• Province based population (number of people) and population density (number of people per square kilometre)

    6 - 57 58 - 113 114 - 199 200 - 443 444 - 2622
    3.600.000 1990 Census Change from 1990 to 2000 Change from 2000 to 2011

Quality of Life

The Turkish population is highly concentrated in certain regions. In general the coastal areas of Turkey are more populated than the interior lands. A large portion of the population lives in Istanbul and nearby cities. Izmir, Ankara, Bursa and Adana are also among cities with a high population concentration.

Regionalization increases the vulnerability to natural disasters whether they are related to climate change or not. The largest cities of Turkey, including Istanbul, have experienced the adverse effects of the severe drought conditions in 2007-2008.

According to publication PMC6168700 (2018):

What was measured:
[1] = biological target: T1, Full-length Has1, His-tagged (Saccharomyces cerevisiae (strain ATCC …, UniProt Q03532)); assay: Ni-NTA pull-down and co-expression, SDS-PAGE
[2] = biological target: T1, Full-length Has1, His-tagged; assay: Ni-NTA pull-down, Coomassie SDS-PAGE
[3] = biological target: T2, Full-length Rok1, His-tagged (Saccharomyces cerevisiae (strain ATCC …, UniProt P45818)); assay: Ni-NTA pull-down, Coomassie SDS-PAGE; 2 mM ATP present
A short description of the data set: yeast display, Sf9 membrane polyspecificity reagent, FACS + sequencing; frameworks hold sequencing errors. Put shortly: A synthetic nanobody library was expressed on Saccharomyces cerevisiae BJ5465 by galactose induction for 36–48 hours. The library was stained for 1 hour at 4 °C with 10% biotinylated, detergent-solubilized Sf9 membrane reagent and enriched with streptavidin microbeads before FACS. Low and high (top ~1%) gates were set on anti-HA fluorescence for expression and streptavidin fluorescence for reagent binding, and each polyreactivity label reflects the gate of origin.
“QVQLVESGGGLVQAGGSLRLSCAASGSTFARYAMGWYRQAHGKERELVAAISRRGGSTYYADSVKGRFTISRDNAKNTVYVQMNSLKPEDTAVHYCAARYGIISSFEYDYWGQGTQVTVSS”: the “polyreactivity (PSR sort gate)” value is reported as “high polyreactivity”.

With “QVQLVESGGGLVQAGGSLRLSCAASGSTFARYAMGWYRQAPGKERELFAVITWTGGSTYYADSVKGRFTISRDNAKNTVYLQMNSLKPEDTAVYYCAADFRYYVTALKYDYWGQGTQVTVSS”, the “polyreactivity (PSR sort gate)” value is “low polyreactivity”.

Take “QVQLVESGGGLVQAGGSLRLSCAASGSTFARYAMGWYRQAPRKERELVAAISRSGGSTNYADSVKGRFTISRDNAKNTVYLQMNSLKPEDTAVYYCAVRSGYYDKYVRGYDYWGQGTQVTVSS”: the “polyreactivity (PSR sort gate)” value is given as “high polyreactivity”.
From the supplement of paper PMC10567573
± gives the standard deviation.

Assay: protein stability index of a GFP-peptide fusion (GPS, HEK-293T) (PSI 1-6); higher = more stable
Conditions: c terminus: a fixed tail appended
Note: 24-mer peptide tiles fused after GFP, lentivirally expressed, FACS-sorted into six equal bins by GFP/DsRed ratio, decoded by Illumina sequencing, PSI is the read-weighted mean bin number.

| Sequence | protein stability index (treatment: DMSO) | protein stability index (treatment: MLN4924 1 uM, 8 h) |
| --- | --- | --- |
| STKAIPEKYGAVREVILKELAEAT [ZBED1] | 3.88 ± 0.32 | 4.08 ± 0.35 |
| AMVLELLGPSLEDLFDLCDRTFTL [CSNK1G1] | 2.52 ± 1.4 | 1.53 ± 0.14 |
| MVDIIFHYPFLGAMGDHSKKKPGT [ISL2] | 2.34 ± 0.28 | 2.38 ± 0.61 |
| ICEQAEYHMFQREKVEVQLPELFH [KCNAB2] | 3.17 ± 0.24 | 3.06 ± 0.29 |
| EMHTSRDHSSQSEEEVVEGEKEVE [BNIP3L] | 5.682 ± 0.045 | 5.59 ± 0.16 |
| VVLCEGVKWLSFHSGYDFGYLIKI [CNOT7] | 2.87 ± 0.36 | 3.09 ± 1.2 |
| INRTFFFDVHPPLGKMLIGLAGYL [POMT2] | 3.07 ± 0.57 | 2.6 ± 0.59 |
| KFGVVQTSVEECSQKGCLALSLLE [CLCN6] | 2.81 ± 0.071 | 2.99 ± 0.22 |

Droughts and heat waves are the two most important climate related hazards that could negatively affect urban life in the future. Furthermore, downpours caused by excess heating of the surface could threaten urban life by causing urban floods. However, there might be positive effects of climate change to human life in the future as well. The projections indicate that the Mediterranean climate will prevail in more areas of Turkey including Istanbul. Such changes may appear favorable; however the exposure to higher temperatures in the summer may create uncomfortable conditions for the elderly, children, and those with health problems. In the regions where both temperature and rainfall increase, the outbreaks of some diseases (e.g. malaria and sandfly epidemics) may also increase.